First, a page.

9. Computational imaging for aberrated optics (CIAO): experimental results

    NASA Astrophysics Data System (ADS)

    Saperstein, Robert E.; Ranalli, Eliseo; Mock, Patrick; Husain, Anis

    2013-05-01

    This paper presents experimental results obtained with Ziva Corp.'s image processing approach called Computational Imaging for Aberrated Optics (CIAO), which is a multi-image deconvolution algorithm. CIAO enhances the performance of imaging systems by accommodating wavefront error. This accommodation allows the designer to improve system performance or reduce system cost. CIAO has been successfully tested in a wide field of view imaging system, which has significant aberrations. These experimental results show CIAO restoration of high quality images from highly blurred images. Specifically, CIAO allows the pupil to open <50% beyond the diffraction limited aperture, which allows more light capture and higher cut-off resolution.

  10. Experimental studies of elementary particle interactions at high energies

    NASA Astrophysics Data System (ADS)

    1981-01-01

    During 1980, the research program in experimental high energy physics at The Rockefeller University made substantial contributions to the understanding of both strong and weak interactions. The principal laboratories utilized are the 500 GeV accelerator at Fermilab and the Intersecting Storage Rings facility at CERN. The latter is a unique facility which provides the highest available energies for proton-proton collisions. The results of the individual experimental projects obtained during 1980 are described in detail.

  11. Comparison of calculated and experimental results of fragmenting cylinder experiments

    SciTech Connect

    WILSON,L.T.; REEDAL,D.R.; KIPP,MARLIN E.; MARTINEZ,REINA R.; GRADY,D.E.

    2000-06-02

    The Grady-Kipp fragmentation model provides a physically based method for determining the fracture and breakup of materials under high loading rates. Recently, this model has been implemented into the CTH Shock Physics Code and has been used to simulate several published experiments. Materials studied in this paper are AerMet 100 steel and a 90% tungsten alloy. The experimental geometry consists of a right circular cylinder filled with an explosive main charge that is initiated at its center. The sudden expansion of the resulting detonation products causes fracture of the cylinder. Strain rates seen in the cylinder are on the order of 10{sup 4} s{sup {minus}1}. The average fragment sizes calculated with the Grady-Kipp fragmentation model successfully replicate the mean fragment size obtained from the experimental fragment distribution. When Poisson statistics are applied to the calculated local average fragment sizes, good correlation is also observed with the shape of the experimental cumulative fragment distribution. The experimental fragmentation results, CTH numerical simulations, and correlation of these numerical results with the experimental data are described.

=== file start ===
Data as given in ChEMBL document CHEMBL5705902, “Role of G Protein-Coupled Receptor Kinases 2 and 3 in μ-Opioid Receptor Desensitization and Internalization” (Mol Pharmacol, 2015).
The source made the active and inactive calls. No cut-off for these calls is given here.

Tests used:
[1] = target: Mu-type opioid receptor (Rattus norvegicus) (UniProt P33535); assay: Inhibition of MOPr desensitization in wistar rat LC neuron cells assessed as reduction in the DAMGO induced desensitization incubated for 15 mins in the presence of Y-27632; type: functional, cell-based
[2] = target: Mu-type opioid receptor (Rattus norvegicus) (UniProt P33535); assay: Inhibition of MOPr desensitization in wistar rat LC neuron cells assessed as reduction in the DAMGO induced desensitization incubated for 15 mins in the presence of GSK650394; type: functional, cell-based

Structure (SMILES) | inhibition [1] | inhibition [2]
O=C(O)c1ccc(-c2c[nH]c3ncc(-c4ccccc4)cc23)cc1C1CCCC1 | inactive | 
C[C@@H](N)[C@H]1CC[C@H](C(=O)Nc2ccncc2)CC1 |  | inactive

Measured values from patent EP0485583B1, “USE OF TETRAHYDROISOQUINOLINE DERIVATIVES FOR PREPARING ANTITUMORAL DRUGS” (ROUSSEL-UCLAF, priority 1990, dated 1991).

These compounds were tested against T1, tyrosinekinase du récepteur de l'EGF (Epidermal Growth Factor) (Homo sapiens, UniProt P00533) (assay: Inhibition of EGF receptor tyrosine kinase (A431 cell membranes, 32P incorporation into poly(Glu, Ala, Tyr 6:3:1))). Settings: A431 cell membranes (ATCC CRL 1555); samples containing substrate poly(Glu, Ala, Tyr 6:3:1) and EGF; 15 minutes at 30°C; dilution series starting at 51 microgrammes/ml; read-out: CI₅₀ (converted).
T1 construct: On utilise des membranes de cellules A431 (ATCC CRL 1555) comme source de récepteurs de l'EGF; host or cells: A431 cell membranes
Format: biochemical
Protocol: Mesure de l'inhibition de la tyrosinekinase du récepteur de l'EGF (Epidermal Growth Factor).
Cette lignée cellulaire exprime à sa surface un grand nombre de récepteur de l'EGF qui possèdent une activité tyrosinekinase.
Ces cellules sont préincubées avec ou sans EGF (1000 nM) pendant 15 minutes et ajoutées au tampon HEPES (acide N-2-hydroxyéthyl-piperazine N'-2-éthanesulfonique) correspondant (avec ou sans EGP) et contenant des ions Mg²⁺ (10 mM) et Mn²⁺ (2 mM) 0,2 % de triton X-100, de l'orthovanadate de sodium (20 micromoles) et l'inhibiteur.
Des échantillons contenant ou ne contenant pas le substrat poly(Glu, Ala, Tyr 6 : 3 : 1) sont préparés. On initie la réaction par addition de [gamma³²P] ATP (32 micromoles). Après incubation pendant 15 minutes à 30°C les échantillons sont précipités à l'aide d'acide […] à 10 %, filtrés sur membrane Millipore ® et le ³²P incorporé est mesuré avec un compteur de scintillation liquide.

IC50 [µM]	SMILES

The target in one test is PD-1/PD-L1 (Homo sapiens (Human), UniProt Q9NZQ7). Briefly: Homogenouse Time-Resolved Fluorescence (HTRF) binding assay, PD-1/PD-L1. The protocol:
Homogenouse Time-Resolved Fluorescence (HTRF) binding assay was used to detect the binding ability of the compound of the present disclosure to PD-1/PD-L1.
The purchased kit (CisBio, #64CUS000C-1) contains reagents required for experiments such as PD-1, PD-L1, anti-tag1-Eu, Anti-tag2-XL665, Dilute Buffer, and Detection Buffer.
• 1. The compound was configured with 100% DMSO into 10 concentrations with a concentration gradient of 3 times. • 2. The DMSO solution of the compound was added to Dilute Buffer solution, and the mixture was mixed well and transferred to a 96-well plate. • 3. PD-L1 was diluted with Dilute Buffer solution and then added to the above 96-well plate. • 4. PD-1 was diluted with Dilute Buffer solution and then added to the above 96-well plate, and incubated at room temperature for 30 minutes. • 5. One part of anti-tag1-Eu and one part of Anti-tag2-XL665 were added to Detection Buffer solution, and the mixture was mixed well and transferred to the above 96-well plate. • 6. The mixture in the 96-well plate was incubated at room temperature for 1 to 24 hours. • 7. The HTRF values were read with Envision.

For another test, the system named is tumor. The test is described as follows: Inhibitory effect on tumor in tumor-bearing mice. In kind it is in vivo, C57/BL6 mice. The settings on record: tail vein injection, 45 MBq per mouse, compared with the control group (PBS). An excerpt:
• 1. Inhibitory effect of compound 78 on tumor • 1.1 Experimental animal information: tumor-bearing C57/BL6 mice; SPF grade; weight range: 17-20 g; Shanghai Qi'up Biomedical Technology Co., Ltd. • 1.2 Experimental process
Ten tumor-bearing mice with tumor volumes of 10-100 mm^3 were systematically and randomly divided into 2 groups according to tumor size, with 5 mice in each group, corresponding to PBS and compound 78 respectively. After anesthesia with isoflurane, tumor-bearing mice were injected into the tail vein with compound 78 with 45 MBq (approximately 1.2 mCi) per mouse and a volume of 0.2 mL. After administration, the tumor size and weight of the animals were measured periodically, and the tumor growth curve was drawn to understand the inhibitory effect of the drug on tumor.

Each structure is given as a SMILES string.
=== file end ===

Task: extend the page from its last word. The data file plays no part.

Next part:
12. Experimental results of the MIT 17 GHz RF gun

    SciTech Connect

    Brown, W. J.; Trotz, S.; Kreischer, K. E.; Pedrozzi, M.; Shapiro, M. A.; Temkin, R. J.

    1999-07-12

    We report on experimental results of a 17 GHz RF photocathode electron gun. This is the first photocathode electron gun to operate at a frequency above 2.856 GHz. The 1.5 cell, {pi}-mode, copper cavity was tested with 50 ns pulses from a 17.150 GHz klystron amplifier built by Haimson Research Corp. A Bragg filter was used at the RF gun to reduce the reflection of parasitic modes back into the klystron. Coupling hole theory in conjunction with cold test measurements was used to determine the field profile in the RF gun. The particle in cell code MAGIC was used to simulate the beam dynamics in the RF gun. With power levels of 4 MW, the on axis electric field at the cathode exceeds 300 MV/m, corresponding to an average accelerating gradient of 200 MV/m over the first half cell of the gun. Breakdown was observed at power levels above 5 MW. Electron bunches were produced by 20 {mu}J, 1 ps UV laser pulses impinging on the RF gun copper photocathode and were measured with a Faraday cup to have up to 0.1 nC of charge. This corresponds to a peak current of about 100 A, and a density at the cathode of 8.8 kA/cm{sup 2}. Multiple output electron bunches were obtained for multiple laser pulses incident on the cathode. Phase scans of laser induced electron emission reveal an overall phase stability of better than {+-}20 deg., corresponding to {+-}3 ps synchronization of the laser pulses to the phase of the microwave field. A Browne-Buechner magnetic spectrometer indicated that the RF gun generated 1 MeV electrons with a single shot rms energy spread of less than 2.5%, in good agreement with theoretical predictions.